Stop! Hey! What's That Sound?
Proposed noise ordinance threatens downtown clubs.
By Jordan Smith, Fri., April 26, 2002
If the City Council approves the proposed revisions to the city's noise ordinance this spring, say opponents, Austin may have to consider changing its beloved moniker from "Live Music Capital of the World" to something more appropriate -- perhaps, "High-Priced Loft Capital of the World."
Indeed, the proposed revisions -- drafted by city staff and the APD at the behest of the council (and available online at www.city ofaustin.org/police) -- would force music venues, specifically outdoor venues like Stubb's on Red River, to (1) obtain a city permit to hold outside shows; (2) limit sound leaving the property to 75 decibels; and (3) end shows at 10pm during the week and 11pm on weekends. Venue operators would be allowed to apply for "late night extension" permits for shows that continue until 2am -- but only at sound levels not higher than 70 decibels. Even within that limitation, a venue would only be allowed seven late-night permits in a single year. According to APD Cmdr. Harold Piatt -- who oversees the department's downtown area command -- 80 decibels is roughly equivalent to the noise a jet plane makes passing over police department headquarters at Seventh and I-35; 70 decibels is approximately the noise of rush-hour traffic on Sixth Street.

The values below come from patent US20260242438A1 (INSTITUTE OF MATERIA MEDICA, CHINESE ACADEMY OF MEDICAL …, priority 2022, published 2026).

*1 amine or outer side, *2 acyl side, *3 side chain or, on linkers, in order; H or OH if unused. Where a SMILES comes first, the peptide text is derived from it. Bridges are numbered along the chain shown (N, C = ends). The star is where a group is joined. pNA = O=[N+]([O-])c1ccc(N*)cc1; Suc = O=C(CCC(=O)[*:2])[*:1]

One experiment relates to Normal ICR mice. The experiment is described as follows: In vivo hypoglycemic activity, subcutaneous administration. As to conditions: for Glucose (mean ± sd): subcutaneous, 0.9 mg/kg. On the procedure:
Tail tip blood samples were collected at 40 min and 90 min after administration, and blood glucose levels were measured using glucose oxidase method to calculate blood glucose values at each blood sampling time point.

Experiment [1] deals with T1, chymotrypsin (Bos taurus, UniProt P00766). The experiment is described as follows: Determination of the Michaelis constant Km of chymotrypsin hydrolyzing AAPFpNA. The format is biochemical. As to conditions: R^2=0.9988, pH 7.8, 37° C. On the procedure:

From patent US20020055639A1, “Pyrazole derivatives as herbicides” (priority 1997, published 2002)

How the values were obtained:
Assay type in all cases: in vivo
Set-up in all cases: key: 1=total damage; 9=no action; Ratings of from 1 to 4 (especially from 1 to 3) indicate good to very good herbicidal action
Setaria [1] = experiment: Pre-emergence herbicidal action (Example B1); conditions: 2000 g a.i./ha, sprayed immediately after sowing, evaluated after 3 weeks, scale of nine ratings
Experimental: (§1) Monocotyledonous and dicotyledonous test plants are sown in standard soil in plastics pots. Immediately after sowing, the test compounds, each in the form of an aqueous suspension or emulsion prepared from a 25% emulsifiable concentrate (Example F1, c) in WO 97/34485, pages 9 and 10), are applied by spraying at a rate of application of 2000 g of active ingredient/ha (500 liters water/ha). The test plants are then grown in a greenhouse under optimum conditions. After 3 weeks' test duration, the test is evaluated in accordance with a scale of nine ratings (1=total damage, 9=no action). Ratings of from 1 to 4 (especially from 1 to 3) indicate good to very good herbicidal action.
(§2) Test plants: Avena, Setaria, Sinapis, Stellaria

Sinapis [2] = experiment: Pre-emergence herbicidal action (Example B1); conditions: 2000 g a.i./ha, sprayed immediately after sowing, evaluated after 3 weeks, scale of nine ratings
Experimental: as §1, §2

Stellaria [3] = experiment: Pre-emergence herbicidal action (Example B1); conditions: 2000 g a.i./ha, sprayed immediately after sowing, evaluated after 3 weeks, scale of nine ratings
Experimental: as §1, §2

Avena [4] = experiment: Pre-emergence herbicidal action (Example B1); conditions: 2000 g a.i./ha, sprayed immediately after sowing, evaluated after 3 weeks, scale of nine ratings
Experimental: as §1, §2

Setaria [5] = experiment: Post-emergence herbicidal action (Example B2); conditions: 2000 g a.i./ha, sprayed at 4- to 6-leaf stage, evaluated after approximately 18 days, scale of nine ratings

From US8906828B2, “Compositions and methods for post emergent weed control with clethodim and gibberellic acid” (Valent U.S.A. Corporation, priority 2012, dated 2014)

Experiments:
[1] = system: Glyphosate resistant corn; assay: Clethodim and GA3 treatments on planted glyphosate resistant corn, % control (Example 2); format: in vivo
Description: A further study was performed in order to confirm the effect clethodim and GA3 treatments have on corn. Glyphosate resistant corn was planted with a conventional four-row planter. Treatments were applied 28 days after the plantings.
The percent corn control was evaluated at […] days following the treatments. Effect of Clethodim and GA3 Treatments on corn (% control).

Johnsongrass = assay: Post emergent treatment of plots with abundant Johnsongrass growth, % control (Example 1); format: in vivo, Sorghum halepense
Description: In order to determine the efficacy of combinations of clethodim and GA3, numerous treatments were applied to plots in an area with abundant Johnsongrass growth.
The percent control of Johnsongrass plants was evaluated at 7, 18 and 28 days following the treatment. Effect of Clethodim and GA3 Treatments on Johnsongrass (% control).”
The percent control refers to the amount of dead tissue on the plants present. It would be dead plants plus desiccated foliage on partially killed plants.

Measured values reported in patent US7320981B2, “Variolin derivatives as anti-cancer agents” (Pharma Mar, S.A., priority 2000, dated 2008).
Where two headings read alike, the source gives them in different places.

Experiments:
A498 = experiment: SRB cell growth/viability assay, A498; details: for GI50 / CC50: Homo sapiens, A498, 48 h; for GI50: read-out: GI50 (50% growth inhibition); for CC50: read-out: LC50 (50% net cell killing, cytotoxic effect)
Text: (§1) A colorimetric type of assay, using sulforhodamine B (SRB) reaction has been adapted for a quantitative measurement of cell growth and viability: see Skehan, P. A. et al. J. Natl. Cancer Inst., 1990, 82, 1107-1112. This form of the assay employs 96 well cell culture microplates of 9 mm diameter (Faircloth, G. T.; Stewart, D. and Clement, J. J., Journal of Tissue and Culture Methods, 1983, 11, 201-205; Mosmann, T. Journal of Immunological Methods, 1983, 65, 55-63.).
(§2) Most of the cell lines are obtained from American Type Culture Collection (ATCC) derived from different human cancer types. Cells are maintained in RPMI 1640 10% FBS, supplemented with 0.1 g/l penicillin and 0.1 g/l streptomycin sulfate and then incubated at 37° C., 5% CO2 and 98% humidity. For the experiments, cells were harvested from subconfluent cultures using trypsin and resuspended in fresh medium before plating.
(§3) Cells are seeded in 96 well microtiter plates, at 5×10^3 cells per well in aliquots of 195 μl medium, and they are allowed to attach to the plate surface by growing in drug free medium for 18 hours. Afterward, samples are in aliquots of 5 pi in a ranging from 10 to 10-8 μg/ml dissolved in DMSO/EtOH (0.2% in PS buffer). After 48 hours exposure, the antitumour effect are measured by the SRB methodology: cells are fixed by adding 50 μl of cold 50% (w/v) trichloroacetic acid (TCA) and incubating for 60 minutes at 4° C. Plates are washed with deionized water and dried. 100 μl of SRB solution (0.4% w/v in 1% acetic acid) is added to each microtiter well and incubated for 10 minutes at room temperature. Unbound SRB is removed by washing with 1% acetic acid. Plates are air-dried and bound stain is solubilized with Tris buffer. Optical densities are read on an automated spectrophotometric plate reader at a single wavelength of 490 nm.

"Basically, this would put Stubb's out of business," said club co-owner Charles Attal, "Not even maybe -- this is a definite." Attal said Stubb's has always operated under a "sort of self-imposed" 11pm curfew, but at 70 decibels (half the volume of 80, since decibel ratings are logarithmic, not arithmetical), "there's not a band in the city who would want to play under these conditions," he said. "And forget about any of the higher-profile road shows."
And in theory, at least, forget about other outdoor venues like Waterloo Park and Auditorium Shores -- often sites for money-generating benefit shows -- and forget about SXSW's outdoor showcases, he said. "These kinds of events generate millions and millions of dollars for the city," he said. "But [if the new ordinance passes] there will be no more outdoor shows."
Ash Corea, owner of the Empanada Parlour -- who has been engaged in some high-profile legal wrangling with the Sheraton Hotel over noise levels coming from the Parlour's outdoor stage along the businesses' shared property line -- shares Attal's concerns. "If this goes through you might as well kiss live music outside goodbye," Corea said. In her case, the Sheraton has repeatedly complained that guests can't sleep with the sound from the Parlour's outdoor stage. But, Corea points out, the Sheraton -- since taking over the hotel -- has done nothing to upgrade the building to meet current building codes; hence, she said, some of the noise problems they face are strictly of their own doing. "If you take a noise meter over there during the day, the noise reaches over 70 decibels in any room -- I know because I've done it," she said. "They have less insulation through their windows then we have in our door, and they have thousands of windows." At press time, Sheraton's general manager had not returned calls requesting comment.